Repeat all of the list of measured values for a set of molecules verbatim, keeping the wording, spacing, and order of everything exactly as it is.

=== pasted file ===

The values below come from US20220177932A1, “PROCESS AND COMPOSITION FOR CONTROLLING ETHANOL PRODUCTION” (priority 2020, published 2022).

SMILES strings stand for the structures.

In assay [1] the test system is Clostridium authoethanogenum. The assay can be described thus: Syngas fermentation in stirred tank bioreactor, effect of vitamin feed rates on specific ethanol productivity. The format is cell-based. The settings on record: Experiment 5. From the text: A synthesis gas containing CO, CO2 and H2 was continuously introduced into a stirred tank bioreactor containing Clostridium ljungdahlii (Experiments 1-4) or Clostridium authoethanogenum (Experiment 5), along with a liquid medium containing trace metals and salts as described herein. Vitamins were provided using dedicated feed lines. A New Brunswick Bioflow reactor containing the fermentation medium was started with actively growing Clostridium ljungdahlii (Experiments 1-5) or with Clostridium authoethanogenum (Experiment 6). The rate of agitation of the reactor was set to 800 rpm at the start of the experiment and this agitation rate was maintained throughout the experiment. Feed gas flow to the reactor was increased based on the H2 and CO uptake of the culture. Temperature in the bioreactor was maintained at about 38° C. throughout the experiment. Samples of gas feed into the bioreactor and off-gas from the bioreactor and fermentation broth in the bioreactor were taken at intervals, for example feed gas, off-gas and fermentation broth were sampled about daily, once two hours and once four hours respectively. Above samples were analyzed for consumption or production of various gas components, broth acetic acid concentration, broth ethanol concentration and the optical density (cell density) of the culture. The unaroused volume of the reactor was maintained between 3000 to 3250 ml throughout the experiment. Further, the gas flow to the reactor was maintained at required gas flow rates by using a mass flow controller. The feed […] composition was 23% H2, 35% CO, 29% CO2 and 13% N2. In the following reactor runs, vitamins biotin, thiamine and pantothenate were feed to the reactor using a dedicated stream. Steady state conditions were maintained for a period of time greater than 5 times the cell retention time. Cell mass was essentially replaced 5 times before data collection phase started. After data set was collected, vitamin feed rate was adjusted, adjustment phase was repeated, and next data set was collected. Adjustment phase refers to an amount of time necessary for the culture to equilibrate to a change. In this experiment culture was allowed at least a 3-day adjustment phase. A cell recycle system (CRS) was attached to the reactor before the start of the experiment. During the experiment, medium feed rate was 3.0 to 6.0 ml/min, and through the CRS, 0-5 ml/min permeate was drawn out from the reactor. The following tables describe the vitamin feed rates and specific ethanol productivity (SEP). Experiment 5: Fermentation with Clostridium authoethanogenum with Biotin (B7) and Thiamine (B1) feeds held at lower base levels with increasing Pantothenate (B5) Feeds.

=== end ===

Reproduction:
The values below come from US20220177932A1, “PROCESS AND COMPOSITION FOR CONTROLLING ETHANOL PRODUCTION” (priority 2020, published 2022).

SMILES strings stand for the structures.

In assay [1] the test system is Clostridium authoethanogenum. The assay can be described thus: Syngas fermentation in stirred tank bioreactor, effect of vitamin feed rates on specific ethanol productivity. The format is cell-based. The settings on record: Experiment 5. From the text: A synthesis gas containing CO, CO2 and H2 was continuously introduced into a stirred tank bioreactor containing Clostridium ljungdahlii (Experiments 1-4) or Clostridium authoethanogenum (Experiment 5), along with a liquid medium containing trace metals and salts as described herein. Vitamins were provided using dedicated feed lines. A New Brunswick Bioflow reactor containing the fermentation medium was started with actively growing Clostridium ljungdahlii (Experiments 1-5) or with Clostridium authoethanogenum (Experiment 6). The rate of agitation of the reactor was set to 800 rpm at the start of the experiment and this agitation rate was maintained throughout the experiment. Feed gas flow to the reactor was increased based on the H2 and CO uptake of the culture. Temperature in the bioreactor was maintained at about 38° C. throughout the experiment. Samples of gas feed into the bioreactor and off-gas from the bioreactor and fermentation broth in the bioreactor were taken at intervals, for example feed gas, off-gas and fermentation broth were sampled about daily, once two hours and once four hours respectively. Above samples were analyzed for consumption or production of various gas components, broth acetic acid concentration, broth ethanol concentration and the optical density (cell density) of the culture. The unaroused volume of the reactor was maintained between 3000 to 3250 ml throughout the experiment. Further, the gas flow to the reactor was maintained at required gas flow rates by using a mass flow controller. The feed […] composition was 23% H2, 35% CO, 29% CO2 and 13% N2. In the following reactor runs, vitamins biotin, thiamine and pantothenate were feed to the reactor using a dedicated stream. Steady state conditions were maintained for a period of time greater than 5 times the cell retention time. Cell mass was essentially replaced 5 times before data collection phase started. After data set was collected, vitamin feed rate was adjusted, adjustment phase was repeated, and next data set was collected. Adjustment phase refers to an amount of time necessary for the culture to equilibrate to a change. In this experiment culture was allowed at least a 3-day adjustment phase. A cell recycle system (CRS) was attached to the reactor before the start of the experiment. During the experiment, medium feed rate was 3.0 to 6.0 ml/min, and through the CRS, 0-5 ml/min permeate was drawn out from the reactor. The following tables describe the vitamin feed rates and specific ethanol productivity (SEP). Experiment 5: Fermentation with Clostridium authoethanogenum with Biotin (B7) and Thiamine (B1) feeds held at lower base levels with increasing Pantothenate (B5) Feeds.